“There is something exciting and special about fishing in the Caribbean that attracts anglers from all parts of the globe and especially from the East Coast areas,” Edwards said. “We believe it is the incredible variety of catch opportunities that begin within ¼ of a mile from the entrance to the Marina El Cid.”

— IXTAPA-ZIHUATANEJO: The 80-degree blue water is still only about 7 miles off the coast and basically hugging the 100-Fathom line, but the warm sun enriching surface temperatures, belies a colder current beneath the top 3 or 4 feet of the water column. Because of this, the sailfish bite basically shut off, with boats averaging less than a fish per day each.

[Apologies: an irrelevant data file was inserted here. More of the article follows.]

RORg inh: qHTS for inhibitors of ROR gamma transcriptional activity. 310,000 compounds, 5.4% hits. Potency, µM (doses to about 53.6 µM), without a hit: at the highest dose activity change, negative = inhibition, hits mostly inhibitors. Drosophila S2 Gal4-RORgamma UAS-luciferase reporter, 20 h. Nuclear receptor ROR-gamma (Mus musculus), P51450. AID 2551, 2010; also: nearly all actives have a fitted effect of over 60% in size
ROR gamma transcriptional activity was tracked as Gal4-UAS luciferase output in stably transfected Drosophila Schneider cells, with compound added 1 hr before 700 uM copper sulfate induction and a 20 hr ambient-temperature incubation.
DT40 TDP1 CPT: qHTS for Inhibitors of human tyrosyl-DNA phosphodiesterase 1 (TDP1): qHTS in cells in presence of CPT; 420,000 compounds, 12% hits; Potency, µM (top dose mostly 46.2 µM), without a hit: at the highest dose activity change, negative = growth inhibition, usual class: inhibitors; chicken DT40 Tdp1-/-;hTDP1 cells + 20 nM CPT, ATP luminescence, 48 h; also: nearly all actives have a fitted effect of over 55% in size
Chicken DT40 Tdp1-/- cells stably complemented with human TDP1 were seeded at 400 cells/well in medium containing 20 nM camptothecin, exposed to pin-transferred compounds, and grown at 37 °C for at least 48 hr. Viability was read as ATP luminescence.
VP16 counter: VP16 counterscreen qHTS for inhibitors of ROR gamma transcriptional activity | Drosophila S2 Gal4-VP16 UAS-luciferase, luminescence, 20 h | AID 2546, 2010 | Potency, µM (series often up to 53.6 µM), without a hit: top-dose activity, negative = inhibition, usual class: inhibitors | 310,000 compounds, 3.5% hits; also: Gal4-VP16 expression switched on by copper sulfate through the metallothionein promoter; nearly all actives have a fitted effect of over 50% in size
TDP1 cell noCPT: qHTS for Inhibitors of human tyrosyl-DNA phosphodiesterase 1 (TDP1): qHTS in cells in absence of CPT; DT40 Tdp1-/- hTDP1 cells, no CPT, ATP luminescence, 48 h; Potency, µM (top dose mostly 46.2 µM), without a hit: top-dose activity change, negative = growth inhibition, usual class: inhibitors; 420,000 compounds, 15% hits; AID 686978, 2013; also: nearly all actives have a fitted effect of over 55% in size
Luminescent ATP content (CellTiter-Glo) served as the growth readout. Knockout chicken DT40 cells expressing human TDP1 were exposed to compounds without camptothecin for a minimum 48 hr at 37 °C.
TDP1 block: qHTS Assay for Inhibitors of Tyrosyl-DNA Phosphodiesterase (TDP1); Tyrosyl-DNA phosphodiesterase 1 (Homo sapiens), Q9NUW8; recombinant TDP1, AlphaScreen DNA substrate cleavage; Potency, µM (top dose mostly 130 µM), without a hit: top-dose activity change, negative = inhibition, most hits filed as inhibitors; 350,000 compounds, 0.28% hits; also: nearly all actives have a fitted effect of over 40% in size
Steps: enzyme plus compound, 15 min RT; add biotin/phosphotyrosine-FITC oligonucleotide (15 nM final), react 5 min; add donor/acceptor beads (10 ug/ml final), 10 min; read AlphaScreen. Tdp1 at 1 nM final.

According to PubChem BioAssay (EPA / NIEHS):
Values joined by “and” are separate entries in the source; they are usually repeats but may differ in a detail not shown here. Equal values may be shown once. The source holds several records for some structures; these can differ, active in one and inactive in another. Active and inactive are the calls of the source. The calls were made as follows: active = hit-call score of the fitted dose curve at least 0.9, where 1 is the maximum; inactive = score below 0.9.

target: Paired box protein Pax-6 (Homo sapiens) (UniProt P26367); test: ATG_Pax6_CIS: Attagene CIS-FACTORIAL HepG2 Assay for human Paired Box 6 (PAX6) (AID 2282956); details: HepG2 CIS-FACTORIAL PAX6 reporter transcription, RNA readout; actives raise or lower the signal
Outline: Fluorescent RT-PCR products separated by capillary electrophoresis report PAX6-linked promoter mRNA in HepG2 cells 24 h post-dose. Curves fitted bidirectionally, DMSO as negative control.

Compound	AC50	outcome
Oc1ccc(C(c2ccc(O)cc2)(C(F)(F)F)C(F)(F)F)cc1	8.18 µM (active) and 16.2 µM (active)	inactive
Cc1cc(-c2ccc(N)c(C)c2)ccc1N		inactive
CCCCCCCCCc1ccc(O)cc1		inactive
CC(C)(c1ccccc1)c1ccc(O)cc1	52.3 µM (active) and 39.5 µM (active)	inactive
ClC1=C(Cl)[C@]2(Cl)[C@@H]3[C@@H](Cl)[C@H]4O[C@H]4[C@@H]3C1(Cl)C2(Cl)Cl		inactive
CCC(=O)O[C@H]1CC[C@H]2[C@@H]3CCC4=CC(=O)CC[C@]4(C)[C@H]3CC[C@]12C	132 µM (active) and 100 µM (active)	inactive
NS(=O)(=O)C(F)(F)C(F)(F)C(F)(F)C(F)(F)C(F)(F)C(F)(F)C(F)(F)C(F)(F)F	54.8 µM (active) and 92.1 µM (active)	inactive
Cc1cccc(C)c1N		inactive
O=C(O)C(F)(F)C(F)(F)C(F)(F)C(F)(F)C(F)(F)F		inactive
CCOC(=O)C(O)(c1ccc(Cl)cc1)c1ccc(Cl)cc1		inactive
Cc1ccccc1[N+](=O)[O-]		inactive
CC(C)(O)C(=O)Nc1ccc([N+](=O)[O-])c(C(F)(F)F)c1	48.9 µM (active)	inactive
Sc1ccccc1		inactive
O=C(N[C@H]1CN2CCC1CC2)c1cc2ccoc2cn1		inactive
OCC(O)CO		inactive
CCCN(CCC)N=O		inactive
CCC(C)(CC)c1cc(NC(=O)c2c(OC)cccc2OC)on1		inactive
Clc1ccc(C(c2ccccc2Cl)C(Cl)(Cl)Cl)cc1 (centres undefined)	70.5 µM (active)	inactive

As an example, fly fishing guide Ed Kunze said that while having dinner the other night, Adan and his clients came in and they talked about their day of fishing. “Adan had taken the panga Gitana II out almost 20 miles, and after a fruitless day headed back,” Kunze said. “The day was over, and they were only a half an hour from the dock. It was tough; they hadn’t had a strike all day. And then at 1:00 p.m., they got lucky with a double hookup on a pair of dorado. I saw the photos, and the fish were huge, with the bull being as tall as Adan. It was at least 55 pounds, with the hen almost pushing 40 pounds.”

“But, the jack crevalle action has been good,” Kunze said. “Two anglers fished offshore with Leonardo on the Fish On, and then two days inshore with Cheva on the Dos Hermanos II. They only got one, very nice bull dorado in the blue water, but did well on jack crevalle, black skipjack tuna (barrilete), rainbow runners, cabrilla, and sierra with Cheva.”